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Group Dynamics: Theory, Research, and Practice





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Meetings are a common tool in organizations and are used for a variety of purposes and implemented in a variety of ways. Despite the prevalence of meetings, surveys suggest that they are often unproductive and costly. The current study focused on how meetings are designed in hopes of providing practically and theoretically meaningful recommendations for improving meeting quality. A total of 18 design characteristics associated with staff/team meetings were identified and their relevance to perceptions of meeting quality was tested. Using an online panel-based respondent pool of working adults, 367 individuals participated in a survey that they completed within 48 hr of their most recent staff/team meeting. The results demonstrated that 9 of the design characteristics, spanning all 4 categories of design characteristics (i.e., temporal, physical, procedural, and attendee), significantly predicted perceptions of meeting quality. Furthermore, this study validated and greatly extended previous research showing that agenda use, meeting punctuality, facility quality, and meeting facilitator status relate to meeting quality. In addition, this study identified specific relationships to meeting quality for several facility quality characteristics, including lighting, meeting space, refreshments, and temperature, and expanded our knowledge of key characteristics by identifying agreement use and the number of attendees as important. Taken together, these findings suggest that effective meeting design warrants holistic attention to all meeting aspects. These results were robust across demographics, including organizational type, gender, and supervisory status. Implications for meeting design are discussed.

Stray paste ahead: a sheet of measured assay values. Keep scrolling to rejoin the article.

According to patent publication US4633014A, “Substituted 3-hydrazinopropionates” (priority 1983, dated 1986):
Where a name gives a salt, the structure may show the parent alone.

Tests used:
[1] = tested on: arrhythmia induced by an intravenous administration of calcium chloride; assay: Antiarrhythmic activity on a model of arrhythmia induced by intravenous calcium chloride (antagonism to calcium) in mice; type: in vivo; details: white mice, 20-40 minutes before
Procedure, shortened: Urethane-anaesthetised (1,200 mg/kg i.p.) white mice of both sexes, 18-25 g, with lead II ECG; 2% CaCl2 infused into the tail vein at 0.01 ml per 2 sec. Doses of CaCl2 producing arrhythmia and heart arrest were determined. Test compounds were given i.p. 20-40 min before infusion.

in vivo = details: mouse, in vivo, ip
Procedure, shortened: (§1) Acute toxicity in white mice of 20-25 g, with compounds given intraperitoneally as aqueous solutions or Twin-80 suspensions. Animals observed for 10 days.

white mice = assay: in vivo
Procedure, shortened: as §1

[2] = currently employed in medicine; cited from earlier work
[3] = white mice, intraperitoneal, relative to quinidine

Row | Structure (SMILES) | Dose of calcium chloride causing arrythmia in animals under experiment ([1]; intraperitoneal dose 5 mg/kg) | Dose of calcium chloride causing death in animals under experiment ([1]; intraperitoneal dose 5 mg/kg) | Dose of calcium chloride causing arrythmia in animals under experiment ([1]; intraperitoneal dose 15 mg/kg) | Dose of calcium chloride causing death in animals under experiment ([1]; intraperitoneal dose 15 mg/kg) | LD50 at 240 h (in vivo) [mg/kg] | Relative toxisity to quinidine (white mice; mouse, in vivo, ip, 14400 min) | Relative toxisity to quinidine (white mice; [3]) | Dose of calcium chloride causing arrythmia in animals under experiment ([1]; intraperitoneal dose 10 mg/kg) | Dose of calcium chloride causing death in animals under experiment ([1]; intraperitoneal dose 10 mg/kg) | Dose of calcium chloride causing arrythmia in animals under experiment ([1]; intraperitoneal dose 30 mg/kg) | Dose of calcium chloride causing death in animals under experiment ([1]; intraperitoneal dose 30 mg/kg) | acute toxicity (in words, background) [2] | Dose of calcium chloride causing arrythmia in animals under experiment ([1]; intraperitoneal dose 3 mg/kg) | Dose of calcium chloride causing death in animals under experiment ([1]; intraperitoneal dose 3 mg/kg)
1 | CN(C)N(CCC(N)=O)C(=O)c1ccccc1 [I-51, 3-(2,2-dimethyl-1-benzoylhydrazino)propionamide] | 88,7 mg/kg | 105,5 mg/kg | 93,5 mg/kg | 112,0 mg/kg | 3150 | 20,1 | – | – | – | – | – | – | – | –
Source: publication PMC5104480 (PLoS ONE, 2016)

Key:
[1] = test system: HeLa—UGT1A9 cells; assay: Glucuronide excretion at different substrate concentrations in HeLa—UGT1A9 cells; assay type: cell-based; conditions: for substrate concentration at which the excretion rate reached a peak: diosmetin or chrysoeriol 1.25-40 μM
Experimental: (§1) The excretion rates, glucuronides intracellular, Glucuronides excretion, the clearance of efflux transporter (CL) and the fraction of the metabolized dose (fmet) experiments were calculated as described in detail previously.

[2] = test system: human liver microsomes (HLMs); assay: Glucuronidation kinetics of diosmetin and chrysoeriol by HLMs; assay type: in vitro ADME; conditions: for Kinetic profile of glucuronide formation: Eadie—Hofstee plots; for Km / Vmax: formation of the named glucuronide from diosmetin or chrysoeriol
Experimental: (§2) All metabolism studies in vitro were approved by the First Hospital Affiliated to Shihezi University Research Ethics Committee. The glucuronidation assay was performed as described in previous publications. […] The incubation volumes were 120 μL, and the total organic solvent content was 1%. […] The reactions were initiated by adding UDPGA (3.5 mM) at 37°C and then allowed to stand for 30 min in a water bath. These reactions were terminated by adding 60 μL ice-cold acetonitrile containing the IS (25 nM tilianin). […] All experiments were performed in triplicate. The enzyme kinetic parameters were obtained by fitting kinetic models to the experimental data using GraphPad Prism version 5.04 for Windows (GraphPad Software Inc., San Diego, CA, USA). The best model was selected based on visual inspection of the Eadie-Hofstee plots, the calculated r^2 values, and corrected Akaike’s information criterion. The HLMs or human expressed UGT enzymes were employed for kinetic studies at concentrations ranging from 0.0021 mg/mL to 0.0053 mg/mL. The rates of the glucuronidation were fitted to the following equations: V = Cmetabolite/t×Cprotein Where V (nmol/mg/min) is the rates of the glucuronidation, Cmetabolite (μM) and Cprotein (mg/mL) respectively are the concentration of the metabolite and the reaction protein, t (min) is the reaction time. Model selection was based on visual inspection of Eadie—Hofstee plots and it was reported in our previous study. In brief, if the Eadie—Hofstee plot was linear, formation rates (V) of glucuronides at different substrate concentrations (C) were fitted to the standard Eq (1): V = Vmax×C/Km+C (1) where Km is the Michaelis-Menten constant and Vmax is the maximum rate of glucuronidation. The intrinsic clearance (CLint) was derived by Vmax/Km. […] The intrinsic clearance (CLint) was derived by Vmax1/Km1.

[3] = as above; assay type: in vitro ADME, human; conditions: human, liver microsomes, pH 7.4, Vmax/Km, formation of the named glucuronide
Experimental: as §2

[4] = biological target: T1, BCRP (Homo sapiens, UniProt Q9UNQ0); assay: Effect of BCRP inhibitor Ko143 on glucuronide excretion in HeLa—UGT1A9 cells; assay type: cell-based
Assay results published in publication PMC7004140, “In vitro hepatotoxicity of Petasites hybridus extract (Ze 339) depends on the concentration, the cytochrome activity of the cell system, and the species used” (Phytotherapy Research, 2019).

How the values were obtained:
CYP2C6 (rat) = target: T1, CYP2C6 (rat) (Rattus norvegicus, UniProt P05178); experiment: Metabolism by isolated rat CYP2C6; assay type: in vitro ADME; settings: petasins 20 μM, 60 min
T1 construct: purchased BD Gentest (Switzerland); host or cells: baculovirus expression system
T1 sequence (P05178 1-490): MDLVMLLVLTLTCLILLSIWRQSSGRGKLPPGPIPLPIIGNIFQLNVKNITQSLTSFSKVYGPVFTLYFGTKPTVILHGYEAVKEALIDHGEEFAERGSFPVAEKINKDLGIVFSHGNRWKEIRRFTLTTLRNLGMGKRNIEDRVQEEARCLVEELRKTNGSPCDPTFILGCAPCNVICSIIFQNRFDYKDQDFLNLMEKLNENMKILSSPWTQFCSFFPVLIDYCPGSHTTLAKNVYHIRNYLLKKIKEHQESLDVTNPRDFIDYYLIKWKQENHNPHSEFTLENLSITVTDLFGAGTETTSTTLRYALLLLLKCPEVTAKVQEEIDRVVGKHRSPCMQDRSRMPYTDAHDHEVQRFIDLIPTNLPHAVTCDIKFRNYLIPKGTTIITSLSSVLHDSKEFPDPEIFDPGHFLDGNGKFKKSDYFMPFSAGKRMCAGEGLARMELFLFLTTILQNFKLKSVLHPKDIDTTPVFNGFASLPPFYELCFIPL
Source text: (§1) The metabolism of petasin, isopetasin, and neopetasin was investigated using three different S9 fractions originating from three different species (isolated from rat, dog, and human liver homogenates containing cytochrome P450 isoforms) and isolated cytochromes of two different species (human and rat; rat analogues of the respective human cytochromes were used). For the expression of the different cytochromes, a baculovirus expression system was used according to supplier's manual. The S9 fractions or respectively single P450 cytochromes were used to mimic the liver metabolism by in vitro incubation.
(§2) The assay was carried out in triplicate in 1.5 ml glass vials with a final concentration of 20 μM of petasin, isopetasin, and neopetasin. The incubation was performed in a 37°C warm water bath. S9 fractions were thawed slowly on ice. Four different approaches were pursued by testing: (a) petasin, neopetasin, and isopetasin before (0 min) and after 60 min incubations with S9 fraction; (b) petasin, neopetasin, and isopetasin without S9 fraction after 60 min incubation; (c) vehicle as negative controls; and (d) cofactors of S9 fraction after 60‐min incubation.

© 2011 American Psychological Association.

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